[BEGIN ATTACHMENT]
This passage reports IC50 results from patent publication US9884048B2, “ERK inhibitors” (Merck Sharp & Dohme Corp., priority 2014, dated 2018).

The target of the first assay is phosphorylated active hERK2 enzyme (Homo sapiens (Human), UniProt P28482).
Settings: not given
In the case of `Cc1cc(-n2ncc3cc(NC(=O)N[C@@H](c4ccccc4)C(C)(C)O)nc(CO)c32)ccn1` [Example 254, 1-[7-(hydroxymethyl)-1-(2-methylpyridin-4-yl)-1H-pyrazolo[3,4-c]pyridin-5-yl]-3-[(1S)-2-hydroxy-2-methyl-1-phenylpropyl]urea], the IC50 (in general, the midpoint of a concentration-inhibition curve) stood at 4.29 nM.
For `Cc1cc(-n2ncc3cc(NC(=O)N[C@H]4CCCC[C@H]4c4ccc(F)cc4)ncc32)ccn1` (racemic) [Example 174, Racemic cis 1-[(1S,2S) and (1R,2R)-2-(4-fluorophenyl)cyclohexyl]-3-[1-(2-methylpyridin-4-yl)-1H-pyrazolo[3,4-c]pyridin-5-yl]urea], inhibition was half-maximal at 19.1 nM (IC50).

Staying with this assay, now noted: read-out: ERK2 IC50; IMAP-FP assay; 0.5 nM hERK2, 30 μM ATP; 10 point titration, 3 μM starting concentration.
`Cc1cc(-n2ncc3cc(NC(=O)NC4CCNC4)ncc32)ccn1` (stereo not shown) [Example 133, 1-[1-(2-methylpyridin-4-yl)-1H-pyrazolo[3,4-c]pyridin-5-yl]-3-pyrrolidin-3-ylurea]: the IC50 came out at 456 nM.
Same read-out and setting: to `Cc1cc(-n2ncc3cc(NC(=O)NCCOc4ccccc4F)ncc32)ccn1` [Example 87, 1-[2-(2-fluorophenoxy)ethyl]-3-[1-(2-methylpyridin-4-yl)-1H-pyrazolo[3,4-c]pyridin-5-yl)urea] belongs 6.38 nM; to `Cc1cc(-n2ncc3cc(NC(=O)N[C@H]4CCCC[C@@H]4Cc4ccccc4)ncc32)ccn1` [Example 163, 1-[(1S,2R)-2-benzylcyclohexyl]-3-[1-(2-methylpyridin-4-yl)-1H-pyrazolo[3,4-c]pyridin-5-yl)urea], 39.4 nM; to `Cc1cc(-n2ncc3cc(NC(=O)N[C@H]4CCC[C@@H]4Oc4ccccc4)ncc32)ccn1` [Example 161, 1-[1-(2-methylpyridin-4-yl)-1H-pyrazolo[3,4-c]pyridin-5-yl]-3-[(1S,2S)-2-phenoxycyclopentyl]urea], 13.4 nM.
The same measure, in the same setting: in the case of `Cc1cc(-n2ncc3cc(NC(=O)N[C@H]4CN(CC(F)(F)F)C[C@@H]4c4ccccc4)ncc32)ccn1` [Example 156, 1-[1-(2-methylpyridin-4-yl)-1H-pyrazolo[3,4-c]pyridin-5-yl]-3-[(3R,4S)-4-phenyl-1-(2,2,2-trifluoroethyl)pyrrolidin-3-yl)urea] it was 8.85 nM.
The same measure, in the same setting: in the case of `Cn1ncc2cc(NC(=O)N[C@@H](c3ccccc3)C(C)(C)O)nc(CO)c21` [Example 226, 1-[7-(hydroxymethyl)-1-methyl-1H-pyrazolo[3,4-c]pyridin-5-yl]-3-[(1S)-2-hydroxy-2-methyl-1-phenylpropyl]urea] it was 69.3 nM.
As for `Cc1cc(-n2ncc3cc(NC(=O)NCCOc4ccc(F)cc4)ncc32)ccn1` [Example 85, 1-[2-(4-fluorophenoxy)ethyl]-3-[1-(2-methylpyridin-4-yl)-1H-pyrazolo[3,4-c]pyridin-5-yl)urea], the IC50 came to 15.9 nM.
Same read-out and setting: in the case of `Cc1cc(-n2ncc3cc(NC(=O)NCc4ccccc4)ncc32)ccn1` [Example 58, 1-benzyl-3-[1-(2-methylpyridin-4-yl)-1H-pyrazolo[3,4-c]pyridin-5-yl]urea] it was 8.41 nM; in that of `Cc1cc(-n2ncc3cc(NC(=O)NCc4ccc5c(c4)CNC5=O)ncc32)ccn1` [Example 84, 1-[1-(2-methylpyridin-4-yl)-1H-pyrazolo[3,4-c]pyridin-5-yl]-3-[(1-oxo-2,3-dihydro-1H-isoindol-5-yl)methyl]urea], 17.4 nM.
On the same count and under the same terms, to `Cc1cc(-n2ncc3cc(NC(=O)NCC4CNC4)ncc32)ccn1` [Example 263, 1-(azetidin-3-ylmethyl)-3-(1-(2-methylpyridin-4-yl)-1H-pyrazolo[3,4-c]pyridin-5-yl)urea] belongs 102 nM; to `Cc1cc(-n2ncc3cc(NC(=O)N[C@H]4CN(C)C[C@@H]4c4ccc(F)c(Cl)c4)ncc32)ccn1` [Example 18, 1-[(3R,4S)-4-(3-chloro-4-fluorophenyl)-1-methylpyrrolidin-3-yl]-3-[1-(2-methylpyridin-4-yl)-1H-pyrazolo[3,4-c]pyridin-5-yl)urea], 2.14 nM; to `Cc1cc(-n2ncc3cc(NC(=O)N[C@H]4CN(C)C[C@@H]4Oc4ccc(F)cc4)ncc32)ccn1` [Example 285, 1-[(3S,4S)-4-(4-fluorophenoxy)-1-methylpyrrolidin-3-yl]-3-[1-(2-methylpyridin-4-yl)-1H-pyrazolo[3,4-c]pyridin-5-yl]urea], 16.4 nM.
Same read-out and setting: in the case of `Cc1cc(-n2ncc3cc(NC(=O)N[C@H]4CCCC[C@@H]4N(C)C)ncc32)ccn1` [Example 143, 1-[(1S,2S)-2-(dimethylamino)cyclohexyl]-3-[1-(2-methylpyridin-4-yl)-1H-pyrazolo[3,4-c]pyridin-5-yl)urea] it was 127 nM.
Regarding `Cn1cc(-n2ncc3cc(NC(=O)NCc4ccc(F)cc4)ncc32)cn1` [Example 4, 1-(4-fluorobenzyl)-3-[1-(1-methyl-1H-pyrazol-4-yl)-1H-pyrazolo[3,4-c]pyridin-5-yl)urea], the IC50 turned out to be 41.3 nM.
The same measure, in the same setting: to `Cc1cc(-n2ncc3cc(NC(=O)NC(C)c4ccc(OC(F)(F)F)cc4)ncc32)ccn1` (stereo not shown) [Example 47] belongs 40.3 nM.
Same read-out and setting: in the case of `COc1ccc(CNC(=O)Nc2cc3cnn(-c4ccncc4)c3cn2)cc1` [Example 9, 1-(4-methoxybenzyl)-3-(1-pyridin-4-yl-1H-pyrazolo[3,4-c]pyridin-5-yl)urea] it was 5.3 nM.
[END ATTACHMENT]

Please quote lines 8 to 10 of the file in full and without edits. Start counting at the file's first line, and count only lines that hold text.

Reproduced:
Same read-out and setting: to `Cc1cc(-n2ncc3cc(NC(=O)NCCOc4ccccc4F)ncc32)ccn1` [Example 87, 1-[2-(2-fluorophenoxy)ethyl]-3-[1-(2-methylpyridin-4-yl)-1H-pyrazolo[3,4-c]pyridin-5-yl)urea] belongs 6.38 nM; to `Cc1cc(-n2ncc3cc(NC(=O)N[C@H]4CCCC[C@@H]4Cc4ccccc4)ncc32)ccn1` [Example 163, 1-[(1S,2R)-2-benzylcyclohexyl]-3-[1-(2-methylpyridin-4-yl)-1H-pyrazolo[3,4-c]pyridin-5-yl)urea], 39.4 nM; to `Cc1cc(-n2ncc3cc(NC(=O)N[C@H]4CCC[C@@H]4Oc4ccccc4)ncc32)ccn1` [Example 161, 1-[1-(2-methylpyridin-4-yl)-1H-pyrazolo[3,4-c]pyridin-5-yl]-3-[(1S,2S)-2-phenoxycyclopentyl]urea], 13.4 nM.
The same measure, in the same setting: in the case of `Cc1cc(-n2ncc3cc(NC(=O)N[C@H]4CN(CC(F)(F)F)C[C@@H]4c4ccccc4)ncc32)ccn1` [Example 156, 1-[1-(2-methylpyridin-4-yl)-1H-pyrazolo[3,4-c]pyridin-5-yl]-3-[(3R,4S)-4-phenyl-1-(2,2,2-trifluoroethyl)pyrrolidin-3-yl)urea] it was 8.85 nM.
The same measure, in the same setting: in the case of `Cn1ncc2cc(NC(=O)N[C@@H](c3ccccc3)C(C)(C)O)nc(CO)c21` [Example 226, 1-[7-(hydroxymethyl)-1-methyl-1H-pyrazolo[3,4-c]pyridin-5-yl]-3-[(1S)-2-hydroxy-2-methyl-1-phenylpropyl]urea] it was 69.3 nM.